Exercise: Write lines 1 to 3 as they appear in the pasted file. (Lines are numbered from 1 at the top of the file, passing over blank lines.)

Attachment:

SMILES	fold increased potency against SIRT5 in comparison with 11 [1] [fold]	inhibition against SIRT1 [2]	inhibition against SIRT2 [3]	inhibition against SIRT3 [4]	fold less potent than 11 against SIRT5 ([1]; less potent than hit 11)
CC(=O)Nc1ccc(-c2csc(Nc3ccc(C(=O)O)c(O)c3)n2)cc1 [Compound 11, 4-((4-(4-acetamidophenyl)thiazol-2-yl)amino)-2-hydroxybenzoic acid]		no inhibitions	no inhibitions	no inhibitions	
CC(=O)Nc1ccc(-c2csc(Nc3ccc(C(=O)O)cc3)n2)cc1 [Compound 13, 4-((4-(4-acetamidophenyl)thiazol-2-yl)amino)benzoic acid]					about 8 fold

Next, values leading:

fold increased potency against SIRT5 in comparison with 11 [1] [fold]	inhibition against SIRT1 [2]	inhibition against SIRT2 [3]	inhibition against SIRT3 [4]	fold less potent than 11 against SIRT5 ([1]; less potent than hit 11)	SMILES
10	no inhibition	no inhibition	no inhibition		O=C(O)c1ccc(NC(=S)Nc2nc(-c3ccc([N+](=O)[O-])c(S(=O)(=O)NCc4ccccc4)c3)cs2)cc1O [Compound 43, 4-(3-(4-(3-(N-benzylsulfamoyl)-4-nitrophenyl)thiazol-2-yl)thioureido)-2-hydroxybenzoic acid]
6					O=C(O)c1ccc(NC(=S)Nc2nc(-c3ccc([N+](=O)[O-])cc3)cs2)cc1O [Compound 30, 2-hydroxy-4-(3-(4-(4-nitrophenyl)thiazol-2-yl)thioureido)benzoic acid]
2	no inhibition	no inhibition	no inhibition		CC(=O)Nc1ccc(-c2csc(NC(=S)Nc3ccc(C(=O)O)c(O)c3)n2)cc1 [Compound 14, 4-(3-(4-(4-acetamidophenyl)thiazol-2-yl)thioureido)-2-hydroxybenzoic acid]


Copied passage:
SMILES	fold increased potency against SIRT5 in comparison with 11 [1] [fold]	inhibition against SIRT1 [2]	inhibition against SIRT2 [3]	inhibition against SIRT3 [4]	fold less potent than 11 against SIRT5 ([1]; less potent than hit 11)
CC(=O)Nc1ccc(-c2csc(Nc3ccc(C(=O)O)c(O)c3)n2)cc1 [Compound 11, 4-((4-(4-acetamidophenyl)thiazol-2-yl)amino)-2-hydroxybenzoic acid]		no inhibitions	no inhibitions	no inhibitions	
CC(=O)Nc1ccc(-c2csc(Nc3ccc(C(=O)O)cc3)n2)cc1 [Compound 13, 4-((4-(4-acetamidophenyl)thiazol-2-yl)amino)benzoic acid]					about 8 fold